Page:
Request for border volunteers won’t have operational impact on CISA, director says

The Department of Homeland Security's cybersecurity agency has been asked to help send personnel to the U.S.-Mexico border.
Chris Krebs, DHS, CISA
Chris Krebs speaks April 4, 2019, at the Cybersecurity Leadership Forum presented by Forcepoint and produced by CyberScoop and FedScoop. (CyberScoop)

This article first appeared on CyberScoop.

A call for volunteers to help at the U.S.-Mexico border will not have an impact on the Department of Homeland Security’s Cybersecurity and Infrastructure Agency’s (CISA) operational activities, the agency’s director said Wednesday.

“We will ensure that we don’t have operational impact,” particularly on top priority items like election security, CISA Director Chris Krebs said after remarks at a conference hosted by the Georgetown University Law Center.


Ten CISA employees who volunteered have already deployed to the border, and another 10 are ready to join them, Krebs told members of the House Oversight and Reform subcommittee. Only one or two of the volunteers who have deployed actually focus on cybersecurity, Krebs told reporters after the hearing.

CISA as a whole has roughly 3,500 employees, according to a November estimate.

Last week, CISA Deputy Director Matt Travis emailed employees asking them to consider volunteering for 30 to 45 days at the border in response to “an ongoing surge in migrants” there.

The Daily Beast was first to report on the email. The request for logistical support at the border raised concerns that skilled cybersecurity personnel at CISA would be diverted from their day jobs – concerns that Krebs sought to allay Wednesday.

He said that other DHS agencies and components have made similar requests of their employees.


The quota for CISA volunteers at the border is just 33 people, according to Krebs. For those CISA employees who volunteer for the temporary deployments, approvals of the requests will be made in consultation with their supervisors and will factor in CISA’s needs, he said.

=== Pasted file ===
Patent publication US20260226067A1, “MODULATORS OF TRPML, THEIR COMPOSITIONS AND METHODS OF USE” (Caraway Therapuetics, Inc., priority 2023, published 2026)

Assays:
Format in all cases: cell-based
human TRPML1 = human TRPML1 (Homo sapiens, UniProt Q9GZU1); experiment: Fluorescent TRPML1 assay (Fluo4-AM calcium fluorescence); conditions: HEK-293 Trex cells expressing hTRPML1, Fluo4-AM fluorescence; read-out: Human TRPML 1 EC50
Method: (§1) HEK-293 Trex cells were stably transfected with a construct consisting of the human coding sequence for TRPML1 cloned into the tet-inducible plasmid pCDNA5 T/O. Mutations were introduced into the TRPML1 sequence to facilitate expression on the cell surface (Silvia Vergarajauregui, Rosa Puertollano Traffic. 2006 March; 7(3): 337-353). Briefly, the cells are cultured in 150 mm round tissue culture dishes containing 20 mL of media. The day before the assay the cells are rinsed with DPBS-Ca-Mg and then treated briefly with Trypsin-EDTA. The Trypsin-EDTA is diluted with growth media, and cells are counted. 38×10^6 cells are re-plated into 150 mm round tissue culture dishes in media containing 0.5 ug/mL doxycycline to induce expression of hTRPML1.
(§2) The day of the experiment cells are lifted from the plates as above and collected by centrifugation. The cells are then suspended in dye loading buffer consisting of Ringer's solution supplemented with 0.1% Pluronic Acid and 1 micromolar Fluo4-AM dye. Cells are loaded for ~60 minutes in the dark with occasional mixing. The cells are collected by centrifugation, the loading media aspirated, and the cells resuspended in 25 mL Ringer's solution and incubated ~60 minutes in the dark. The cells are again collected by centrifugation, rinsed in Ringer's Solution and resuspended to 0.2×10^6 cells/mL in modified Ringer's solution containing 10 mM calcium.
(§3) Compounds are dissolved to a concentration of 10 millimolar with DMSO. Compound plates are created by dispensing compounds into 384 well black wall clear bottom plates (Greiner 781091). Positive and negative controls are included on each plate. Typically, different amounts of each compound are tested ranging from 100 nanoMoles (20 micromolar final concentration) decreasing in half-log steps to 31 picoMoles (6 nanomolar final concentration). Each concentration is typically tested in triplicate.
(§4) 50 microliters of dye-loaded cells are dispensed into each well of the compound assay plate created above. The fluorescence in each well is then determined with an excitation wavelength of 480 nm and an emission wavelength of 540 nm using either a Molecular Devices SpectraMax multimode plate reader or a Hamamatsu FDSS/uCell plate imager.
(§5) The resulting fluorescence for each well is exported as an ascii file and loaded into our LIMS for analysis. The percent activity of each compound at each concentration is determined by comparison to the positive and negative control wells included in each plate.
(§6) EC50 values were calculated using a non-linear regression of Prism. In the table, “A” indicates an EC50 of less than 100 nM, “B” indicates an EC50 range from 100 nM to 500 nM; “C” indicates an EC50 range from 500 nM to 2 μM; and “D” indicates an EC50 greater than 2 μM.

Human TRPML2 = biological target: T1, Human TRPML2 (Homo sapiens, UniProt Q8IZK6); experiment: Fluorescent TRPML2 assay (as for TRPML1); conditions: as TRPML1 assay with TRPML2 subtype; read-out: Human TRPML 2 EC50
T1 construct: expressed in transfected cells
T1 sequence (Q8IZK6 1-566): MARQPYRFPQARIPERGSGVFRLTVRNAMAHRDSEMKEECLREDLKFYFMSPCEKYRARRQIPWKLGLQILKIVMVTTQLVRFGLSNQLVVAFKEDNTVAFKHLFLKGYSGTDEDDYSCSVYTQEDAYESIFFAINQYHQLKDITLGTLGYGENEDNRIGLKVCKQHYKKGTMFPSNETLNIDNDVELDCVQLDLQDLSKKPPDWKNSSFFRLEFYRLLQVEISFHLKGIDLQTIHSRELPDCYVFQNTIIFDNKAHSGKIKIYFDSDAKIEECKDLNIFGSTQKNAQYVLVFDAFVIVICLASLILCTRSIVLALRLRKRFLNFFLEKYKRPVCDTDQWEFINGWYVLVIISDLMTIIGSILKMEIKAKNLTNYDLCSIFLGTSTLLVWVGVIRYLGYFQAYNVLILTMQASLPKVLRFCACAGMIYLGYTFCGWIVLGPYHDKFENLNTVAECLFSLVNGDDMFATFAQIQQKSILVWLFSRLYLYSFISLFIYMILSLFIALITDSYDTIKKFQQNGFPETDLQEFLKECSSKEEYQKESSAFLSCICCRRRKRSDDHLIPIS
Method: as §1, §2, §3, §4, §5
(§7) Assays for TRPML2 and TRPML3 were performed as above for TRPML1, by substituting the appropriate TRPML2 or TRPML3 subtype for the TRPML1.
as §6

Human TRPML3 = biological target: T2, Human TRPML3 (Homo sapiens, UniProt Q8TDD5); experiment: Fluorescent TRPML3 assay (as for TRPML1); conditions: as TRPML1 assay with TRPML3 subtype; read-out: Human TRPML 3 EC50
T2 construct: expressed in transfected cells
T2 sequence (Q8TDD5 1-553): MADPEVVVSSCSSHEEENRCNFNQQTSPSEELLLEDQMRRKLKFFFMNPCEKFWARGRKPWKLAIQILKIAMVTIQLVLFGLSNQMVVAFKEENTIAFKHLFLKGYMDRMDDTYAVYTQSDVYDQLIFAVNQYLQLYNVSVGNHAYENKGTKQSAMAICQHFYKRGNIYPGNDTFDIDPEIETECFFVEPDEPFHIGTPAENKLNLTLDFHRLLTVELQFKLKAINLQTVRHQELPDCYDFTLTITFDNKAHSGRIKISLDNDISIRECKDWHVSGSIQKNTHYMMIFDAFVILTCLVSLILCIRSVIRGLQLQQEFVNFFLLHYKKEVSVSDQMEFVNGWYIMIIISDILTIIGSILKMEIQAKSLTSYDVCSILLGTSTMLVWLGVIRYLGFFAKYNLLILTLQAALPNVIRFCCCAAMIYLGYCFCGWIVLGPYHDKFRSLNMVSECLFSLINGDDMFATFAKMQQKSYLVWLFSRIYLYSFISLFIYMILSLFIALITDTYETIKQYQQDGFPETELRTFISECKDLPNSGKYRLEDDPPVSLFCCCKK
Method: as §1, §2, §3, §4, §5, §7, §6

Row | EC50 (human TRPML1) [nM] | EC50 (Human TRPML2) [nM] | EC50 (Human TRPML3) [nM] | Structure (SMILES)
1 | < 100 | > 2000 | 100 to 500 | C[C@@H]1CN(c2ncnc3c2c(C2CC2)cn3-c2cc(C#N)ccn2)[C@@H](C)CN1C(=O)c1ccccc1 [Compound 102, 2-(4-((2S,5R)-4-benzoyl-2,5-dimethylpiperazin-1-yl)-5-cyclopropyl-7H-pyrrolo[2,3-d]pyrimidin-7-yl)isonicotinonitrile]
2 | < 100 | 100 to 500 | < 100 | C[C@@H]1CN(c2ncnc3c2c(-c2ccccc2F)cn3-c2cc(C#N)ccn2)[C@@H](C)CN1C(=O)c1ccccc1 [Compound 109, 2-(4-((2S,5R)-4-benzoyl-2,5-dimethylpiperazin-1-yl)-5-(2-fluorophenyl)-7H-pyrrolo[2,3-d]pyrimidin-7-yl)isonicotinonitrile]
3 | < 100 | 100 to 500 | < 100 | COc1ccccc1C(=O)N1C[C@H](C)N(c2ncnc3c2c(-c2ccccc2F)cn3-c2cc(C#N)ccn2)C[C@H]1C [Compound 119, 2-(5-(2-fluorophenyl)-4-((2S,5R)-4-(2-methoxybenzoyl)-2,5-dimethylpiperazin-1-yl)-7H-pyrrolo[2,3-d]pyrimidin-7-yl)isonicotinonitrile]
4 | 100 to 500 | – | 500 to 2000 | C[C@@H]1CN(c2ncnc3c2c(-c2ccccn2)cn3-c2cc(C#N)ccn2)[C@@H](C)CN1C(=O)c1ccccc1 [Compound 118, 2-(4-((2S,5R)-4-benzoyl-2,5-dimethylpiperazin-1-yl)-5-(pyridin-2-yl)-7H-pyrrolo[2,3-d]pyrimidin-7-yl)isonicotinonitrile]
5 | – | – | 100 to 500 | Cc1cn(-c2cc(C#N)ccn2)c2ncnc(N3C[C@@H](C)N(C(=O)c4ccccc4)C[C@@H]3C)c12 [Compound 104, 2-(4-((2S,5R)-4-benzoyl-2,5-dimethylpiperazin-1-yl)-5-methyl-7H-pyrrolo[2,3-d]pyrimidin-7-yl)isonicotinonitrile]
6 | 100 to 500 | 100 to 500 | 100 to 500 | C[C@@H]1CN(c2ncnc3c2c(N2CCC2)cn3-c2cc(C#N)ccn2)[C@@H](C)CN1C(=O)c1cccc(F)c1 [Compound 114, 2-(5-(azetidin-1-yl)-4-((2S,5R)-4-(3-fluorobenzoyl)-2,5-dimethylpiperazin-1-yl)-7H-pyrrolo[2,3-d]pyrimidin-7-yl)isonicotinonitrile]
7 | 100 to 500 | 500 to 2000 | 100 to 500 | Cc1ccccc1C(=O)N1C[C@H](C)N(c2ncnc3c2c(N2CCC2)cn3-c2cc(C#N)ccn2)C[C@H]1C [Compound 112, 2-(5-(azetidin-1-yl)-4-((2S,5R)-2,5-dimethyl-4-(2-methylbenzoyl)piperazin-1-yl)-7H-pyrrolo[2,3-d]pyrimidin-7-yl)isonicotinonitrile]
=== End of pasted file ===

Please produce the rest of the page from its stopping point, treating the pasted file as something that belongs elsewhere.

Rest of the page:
The Trump administration’s immigration policies have drawn fierce criticism from congressional Democrats and civil society groups as thousands of children have been separated from their families by border patrol and immigration officials at DHS. On Monday, a Guatemalan teenager died in south Texas, bringing the number of migrant children who have died in U.S. custody since December to five.

But CISA, whose priorities include federal civilian cybersecurity, election security, and school and workplace safety, has avoided the turmoil and criticism that have hit DHS’s immigration-focused agencies. And DHS officials, who spoke on the condition of anonymity because they were not authorized to comment on the record, said that CISA personnel had taken the call for volunteers in stride.

“It’s volunteering, so those who care and want to go have raised their hands,” one official said. “But it’s pretty small numbers.”

“I expected more gnashing of teeth, but nobody has mentioned it,” another official said. “Appeals to patriotism fall a bit flat when you’re addressing an audience that is already working day in and day out on a mission that’s so directly tied to the protection of the country.”


“The lack of interest is honestly an ironic tribute to CISA leadership and the dedication we have to our mission,” the official added.

Sean Lyngaas

Written by Sean Lyngaas

Sean Lyngaas is CyberScoop’s Senior Reporter covering the Department of Homeland Security and Congress. He was previously a freelance journalist in West Africa, where he covered everything from a presidential election in Ghana to military mutinies in Ivory Coast for The New York Times. Lyngaas’ reporting also has appeared in The Washington Post, The Economist and the BBC, among other outlets. His investigation of cybersecurity issues in the nuclear sector, backed by a grant from the Pulitzer Center on Crisis Reporting, won plaudits from industrial security experts. He was previously a reporter with Federal Computer Week and, before that, with Smart Grid Today. Sean earned a B.A. in public policy from Duke University and an M.A. in International Relations from The Fletcher School of Law and Diplomacy at Tufts University.

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